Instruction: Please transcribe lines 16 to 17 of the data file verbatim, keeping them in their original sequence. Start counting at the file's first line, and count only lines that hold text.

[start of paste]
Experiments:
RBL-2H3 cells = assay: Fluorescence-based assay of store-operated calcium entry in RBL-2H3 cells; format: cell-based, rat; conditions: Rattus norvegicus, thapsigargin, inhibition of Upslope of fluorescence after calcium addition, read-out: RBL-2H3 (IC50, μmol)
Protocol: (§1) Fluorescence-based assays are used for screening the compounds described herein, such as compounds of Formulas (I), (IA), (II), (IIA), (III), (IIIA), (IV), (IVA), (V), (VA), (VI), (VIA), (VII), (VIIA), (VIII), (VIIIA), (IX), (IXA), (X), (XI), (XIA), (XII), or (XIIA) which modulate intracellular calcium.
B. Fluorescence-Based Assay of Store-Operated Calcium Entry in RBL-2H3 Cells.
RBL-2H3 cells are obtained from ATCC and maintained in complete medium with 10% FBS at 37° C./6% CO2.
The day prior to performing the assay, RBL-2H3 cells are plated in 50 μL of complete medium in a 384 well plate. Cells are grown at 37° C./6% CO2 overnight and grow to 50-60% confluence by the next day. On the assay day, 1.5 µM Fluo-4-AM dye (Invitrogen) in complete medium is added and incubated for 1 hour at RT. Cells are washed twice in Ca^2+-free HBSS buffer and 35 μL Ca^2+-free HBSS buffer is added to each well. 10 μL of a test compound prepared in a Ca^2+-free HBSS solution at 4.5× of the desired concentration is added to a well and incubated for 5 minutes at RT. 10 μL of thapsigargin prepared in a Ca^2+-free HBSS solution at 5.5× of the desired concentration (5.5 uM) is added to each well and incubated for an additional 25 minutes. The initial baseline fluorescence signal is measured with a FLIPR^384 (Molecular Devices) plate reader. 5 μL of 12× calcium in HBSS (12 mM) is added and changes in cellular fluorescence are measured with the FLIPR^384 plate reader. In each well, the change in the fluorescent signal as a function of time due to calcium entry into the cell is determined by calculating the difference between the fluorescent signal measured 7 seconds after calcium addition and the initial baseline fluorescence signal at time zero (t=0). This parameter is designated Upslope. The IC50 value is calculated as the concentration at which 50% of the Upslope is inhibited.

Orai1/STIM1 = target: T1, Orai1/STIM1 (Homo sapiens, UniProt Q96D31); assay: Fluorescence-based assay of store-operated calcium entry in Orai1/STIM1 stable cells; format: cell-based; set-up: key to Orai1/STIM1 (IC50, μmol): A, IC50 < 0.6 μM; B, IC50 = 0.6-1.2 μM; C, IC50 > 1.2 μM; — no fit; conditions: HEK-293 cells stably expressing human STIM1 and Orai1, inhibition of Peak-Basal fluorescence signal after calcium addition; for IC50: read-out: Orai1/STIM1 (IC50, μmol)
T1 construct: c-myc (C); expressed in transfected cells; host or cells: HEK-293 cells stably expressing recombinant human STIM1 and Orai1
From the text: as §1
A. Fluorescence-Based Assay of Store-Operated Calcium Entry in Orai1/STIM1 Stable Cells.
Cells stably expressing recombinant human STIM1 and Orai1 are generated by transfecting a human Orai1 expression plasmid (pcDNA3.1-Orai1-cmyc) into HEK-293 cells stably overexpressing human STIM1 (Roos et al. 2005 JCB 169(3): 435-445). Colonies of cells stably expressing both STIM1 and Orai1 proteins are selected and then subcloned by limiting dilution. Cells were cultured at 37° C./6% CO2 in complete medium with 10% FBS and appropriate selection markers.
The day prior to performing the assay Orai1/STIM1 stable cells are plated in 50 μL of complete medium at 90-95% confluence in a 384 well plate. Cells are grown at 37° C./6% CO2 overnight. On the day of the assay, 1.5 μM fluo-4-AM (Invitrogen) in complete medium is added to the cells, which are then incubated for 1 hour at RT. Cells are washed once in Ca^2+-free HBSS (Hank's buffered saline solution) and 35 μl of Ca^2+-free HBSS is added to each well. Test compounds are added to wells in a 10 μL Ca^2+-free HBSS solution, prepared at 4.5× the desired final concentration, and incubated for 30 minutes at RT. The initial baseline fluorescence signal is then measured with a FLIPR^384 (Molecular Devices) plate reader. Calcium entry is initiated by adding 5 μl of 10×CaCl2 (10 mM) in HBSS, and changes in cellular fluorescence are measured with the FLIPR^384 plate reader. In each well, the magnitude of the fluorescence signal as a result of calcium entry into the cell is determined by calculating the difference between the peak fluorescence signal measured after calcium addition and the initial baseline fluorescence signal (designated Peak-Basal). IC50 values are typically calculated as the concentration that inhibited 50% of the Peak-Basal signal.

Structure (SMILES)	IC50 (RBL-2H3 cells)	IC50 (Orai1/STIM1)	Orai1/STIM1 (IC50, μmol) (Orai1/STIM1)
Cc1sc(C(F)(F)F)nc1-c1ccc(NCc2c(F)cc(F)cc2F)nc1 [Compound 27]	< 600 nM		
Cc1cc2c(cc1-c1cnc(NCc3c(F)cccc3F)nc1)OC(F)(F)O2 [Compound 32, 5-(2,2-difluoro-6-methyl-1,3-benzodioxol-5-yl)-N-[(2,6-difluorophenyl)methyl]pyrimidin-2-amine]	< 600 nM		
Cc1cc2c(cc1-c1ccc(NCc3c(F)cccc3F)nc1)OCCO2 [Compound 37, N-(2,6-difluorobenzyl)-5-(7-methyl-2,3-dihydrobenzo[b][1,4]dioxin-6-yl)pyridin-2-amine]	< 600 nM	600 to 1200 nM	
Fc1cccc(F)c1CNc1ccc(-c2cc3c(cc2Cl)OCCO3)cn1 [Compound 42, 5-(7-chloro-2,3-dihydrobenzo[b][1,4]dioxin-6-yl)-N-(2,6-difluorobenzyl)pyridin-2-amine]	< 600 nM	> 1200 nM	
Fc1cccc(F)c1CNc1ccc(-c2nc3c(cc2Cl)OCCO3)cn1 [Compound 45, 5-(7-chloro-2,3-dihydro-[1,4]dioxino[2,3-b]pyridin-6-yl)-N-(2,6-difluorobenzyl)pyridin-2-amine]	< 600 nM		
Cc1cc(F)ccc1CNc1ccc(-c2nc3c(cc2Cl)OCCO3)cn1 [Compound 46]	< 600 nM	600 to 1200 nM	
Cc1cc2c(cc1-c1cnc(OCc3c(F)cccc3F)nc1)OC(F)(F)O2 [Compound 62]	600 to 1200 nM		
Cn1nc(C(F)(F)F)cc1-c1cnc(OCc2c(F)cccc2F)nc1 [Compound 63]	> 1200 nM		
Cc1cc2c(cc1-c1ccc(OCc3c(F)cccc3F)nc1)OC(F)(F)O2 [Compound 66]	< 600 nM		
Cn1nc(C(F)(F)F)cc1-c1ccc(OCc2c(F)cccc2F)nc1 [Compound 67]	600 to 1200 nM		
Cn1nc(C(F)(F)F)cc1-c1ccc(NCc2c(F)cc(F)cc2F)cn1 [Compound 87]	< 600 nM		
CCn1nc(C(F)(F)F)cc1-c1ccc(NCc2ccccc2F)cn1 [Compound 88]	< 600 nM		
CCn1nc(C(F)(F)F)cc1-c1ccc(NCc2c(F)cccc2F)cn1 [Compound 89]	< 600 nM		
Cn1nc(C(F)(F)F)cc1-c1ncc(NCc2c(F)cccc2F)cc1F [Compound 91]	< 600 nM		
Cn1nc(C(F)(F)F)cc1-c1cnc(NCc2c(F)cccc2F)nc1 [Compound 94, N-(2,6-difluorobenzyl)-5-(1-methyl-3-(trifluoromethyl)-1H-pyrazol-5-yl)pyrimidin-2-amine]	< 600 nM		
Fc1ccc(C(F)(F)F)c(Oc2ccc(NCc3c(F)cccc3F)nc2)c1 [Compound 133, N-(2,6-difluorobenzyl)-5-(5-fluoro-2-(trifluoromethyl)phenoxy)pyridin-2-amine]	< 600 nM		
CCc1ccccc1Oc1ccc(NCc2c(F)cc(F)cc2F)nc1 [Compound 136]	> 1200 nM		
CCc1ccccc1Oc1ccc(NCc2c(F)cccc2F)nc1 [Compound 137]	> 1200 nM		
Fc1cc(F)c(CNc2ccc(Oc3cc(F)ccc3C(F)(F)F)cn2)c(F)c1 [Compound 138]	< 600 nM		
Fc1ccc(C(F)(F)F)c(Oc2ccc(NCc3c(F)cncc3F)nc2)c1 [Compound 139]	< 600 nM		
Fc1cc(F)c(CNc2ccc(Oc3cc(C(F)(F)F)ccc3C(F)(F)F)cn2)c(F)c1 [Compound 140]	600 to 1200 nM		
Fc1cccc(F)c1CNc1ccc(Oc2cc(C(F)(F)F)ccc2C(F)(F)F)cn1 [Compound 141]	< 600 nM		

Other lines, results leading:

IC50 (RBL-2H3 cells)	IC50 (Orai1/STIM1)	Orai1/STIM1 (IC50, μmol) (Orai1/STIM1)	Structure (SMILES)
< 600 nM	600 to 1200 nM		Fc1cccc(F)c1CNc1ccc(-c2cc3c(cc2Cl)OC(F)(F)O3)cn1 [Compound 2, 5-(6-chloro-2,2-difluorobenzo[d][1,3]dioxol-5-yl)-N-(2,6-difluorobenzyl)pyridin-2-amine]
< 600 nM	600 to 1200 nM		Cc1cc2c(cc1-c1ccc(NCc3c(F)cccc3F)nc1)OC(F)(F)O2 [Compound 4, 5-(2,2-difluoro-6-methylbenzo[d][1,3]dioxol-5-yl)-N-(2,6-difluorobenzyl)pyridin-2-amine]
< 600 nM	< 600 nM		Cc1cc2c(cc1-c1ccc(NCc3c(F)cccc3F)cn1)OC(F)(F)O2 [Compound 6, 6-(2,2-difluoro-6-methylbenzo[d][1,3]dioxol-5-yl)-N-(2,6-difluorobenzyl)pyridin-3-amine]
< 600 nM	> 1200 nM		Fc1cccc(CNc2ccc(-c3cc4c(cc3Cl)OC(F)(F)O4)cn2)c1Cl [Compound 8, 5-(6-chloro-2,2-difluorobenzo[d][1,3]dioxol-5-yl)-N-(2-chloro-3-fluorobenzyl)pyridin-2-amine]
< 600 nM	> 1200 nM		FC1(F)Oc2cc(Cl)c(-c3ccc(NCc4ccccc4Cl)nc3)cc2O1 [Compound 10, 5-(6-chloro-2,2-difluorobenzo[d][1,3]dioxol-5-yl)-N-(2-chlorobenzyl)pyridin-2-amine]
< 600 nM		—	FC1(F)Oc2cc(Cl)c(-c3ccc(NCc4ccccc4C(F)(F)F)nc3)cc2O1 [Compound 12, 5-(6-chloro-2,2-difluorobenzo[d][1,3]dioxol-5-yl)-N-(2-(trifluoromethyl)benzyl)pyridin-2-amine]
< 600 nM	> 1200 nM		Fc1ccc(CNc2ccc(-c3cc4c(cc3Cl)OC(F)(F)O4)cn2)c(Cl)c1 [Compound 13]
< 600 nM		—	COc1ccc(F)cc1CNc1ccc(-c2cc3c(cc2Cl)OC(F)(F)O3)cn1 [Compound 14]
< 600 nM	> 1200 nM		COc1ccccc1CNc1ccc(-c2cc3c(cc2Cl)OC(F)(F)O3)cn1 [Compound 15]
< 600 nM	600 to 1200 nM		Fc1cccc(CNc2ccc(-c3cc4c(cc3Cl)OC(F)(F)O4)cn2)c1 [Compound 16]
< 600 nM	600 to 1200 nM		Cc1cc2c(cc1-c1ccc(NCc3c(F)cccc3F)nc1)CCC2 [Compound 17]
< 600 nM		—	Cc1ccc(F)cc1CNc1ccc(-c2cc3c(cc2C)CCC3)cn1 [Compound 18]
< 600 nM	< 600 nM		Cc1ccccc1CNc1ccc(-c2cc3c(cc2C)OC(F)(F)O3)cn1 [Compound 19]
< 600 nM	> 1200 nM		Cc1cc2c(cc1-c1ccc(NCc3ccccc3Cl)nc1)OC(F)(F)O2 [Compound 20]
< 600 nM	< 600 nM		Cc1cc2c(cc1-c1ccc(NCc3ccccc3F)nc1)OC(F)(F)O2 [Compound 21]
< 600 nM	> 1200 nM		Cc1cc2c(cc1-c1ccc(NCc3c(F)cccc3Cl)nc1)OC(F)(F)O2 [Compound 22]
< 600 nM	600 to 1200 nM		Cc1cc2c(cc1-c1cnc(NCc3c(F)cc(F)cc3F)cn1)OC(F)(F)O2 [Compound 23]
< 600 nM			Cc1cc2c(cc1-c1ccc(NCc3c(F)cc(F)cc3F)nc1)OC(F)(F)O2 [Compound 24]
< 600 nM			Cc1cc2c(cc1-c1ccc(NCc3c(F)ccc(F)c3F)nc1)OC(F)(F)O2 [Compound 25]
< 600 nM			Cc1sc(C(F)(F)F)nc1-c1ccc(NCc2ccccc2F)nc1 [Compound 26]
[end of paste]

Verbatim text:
Cc1cc2c(cc1-c1ccc(NCc3c(F)cccc3F)nc1)OCCO2 [Compound 37, N-(2,6-difluorobenzyl)-5-(7-methyl-2,3-dihydrobenzo[b][1,4]dioxin-6-yl)pyridin-2-amine]	< 600 nM	600 to 1200 nM	
Fc1cccc(F)c1CNc1ccc(-c2cc3c(cc2Cl)OCCO3)cn1 [Compound 42, 5-(7-chloro-2,3-dihydrobenzo[b][1,4]dioxin-6-yl)-N-(2,6-difluorobenzyl)pyridin-2-amine]	< 600 nM	> 1200 nM	